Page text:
The casting helped. No doubt Twentieth Century Fox gave the green light based on actor George Clooney’s (amazing) involvement with the project. James Cameron would serve as producer, another plus. It’s funny that Cameron wound up producing this film, his TERMINATOR was one of the few modern Hollywood films that impressed the elusive Andre Tarkovsky, the director of the original film adaptation of Stanislaw Lem’s novel. Soderbourgh, very much aware of the Russian auteur’s reverential fan base (myself included) was careful to distinguish the two films without blaspheming. The one noticeable difference is in the lighting, Tarkovsky’s film is bright and sylvan, this version is dark blue, purple, green, and extremely municipal. George Clooney plays a shrink in need of a shrink. On earth he reduced his patients and wife to mathematical probabilities (you were bound to happen). On Solaris he comes into contact with a being beyond his understanding, a “divine” oceanlike mass that cannot be understood by our concept of reality. This film is handled with a rare finesse from the breathtaking set design to the airy soundtrack. With MOON coming out this year I have to hope that Science Fiction has a bright future ahead.

Just as SOLARIS wrestled with the quandary of existence, Pedro Almodovar’s vibrant TALK TO HER ponders the idea of audition. The two male leads differ at first in their opinions on whether or not coma victims can hear us, by the end Almodovar is happy to oblige us with an answer. In the eighties this Spanish director made two incredible screwball comedies (Tie Me Up Tie Me Down, Women on the Verge of a Nervous Breakdown), nowadays he’s in more interested in sweeping melodrama with intricate plots and very very very strong colors. He’s unabashedly in love with Cukor, Sirk, Fassbinder, Hitchcock, and Bunuel. One muse that he can’t escape is his love for women.

Also similar to SOLARIS, TALK TO HER is about rebirth. Two men, in love with women in deep comas. One of the men insists on communication, treating the relationship as if both are indeed sharing the same wave of consciousness. A troublesome act awakens one of the main character’s from a seemingly endless rest, she is saved. I don’t think I truly understand melodrama, having seen three or four Sirk films certainly doesn’t qualify me in any way as a trustworthy source, but I would consider Almodovar a worthy curator of the genre. Don’t take my word for it, the best evidence I can conjure up is Dario Grandinetti’s wardrobe.

Speaking of wardrobes, what do you think of Adam Sandler’s Duke Blue suit in PUNCH DRUNK LOVE? Early on we see him alone in a factory space with a white-blue-white paint job on the wall, nearly camouflaging the main character, a fella who often blends in with his surroundings. He has seven sisters. They call him “gay boy,” and bombard him every time they meet up. He loves them, but he’s afraid of them. He freaks out at the mere mention of childhood trauma, breaking things (windows, bathrooms, bad guys faces) and then crying. Otherwise, he’s a sweet and quiet guy who just wants someone to talk to and he finds just that in Emily Watson, a beautiful woman with a secret shared aggression. “I want to scoop your eyes out and suck on them.” His response “I want to smash your face in, smash it in with a sledgehammer you’re just so pretty.” “I’m sorry I beat up the bathroom at the restaurant.”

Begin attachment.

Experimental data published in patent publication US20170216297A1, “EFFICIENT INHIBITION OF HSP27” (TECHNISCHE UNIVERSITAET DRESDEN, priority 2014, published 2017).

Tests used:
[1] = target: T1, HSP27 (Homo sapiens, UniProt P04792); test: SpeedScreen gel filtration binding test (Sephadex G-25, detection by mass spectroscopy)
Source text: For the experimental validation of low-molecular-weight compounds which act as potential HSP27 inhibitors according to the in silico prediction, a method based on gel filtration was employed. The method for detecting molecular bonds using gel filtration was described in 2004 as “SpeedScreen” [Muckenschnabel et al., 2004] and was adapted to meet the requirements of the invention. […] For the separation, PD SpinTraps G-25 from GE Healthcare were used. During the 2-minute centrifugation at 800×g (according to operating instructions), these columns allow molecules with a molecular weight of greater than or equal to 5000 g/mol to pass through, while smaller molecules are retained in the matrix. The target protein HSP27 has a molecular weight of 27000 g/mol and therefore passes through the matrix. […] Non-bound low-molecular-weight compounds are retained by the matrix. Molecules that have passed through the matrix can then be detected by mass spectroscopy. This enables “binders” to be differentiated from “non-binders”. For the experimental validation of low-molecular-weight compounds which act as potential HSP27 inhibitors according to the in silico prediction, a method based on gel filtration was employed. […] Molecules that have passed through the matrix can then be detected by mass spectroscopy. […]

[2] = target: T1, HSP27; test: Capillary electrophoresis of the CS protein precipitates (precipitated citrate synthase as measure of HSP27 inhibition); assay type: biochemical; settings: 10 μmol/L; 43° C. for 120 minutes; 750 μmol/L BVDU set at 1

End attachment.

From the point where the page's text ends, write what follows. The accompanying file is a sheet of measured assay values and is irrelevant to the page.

Paul Thomas Anderson had already paid tribute to his friend and mentor Robert Altman in his previous MAGNOLIA (a tribute to Short Cuts among other works). There is a phone sex operator in this film that may remind you of Jenifer Jason Leigh’s character in Altman’s brilliant tribute to Raymond Carver’s short stories from both What We Talk About When We Talk About Love and Cathedral. The soundtrack is incredible, an avante garde piece by the great John Brion with a track from Altman’s underrated POPEYE, “He needs Me.” This is a romantic comedy for a very specific stripe. Count me in.

I haven’t seen Hayao Miyazaki’s SPIRITED AWAY since 2003 when I watched it with my much younger cousins. They liked it, which is surprising considering the type of entertainment their generation has been raised on. I didn’t need to revisit it to know that it belongs on this list.

Martin Scorsese has always been as much a historian as a director. His passion for both cinema and the past is contagious when the two become one. GANGS OF NEW YORK is the most ambitious picture he has ever made, a scary look back at NYC during its developmental stages. It’s flawed, ugly, beautiful, overlong, detailed, well acted, experimental, and exhilarating. Like many of the great director’s films it doesn’t know when to quit, the director feverishly throwing images and events at the screen in hopes to teach us something new about history or cinema. Like Howard Zinn’s A PEOPLE’S HISTORY OF THE UNITED STATES, the facts aren’t very flattering. This isn’t the watered down patriotic bile that post 911 America wanted to see, where we stand united against a “clear” and present danger. The film’s disturbing finale leaves the viewer with an admittedly bad taste in their mouth, New York on fire. Scorsese loves his hometown enough to call it out. We’ve seen him do it time and time again and here it rings true.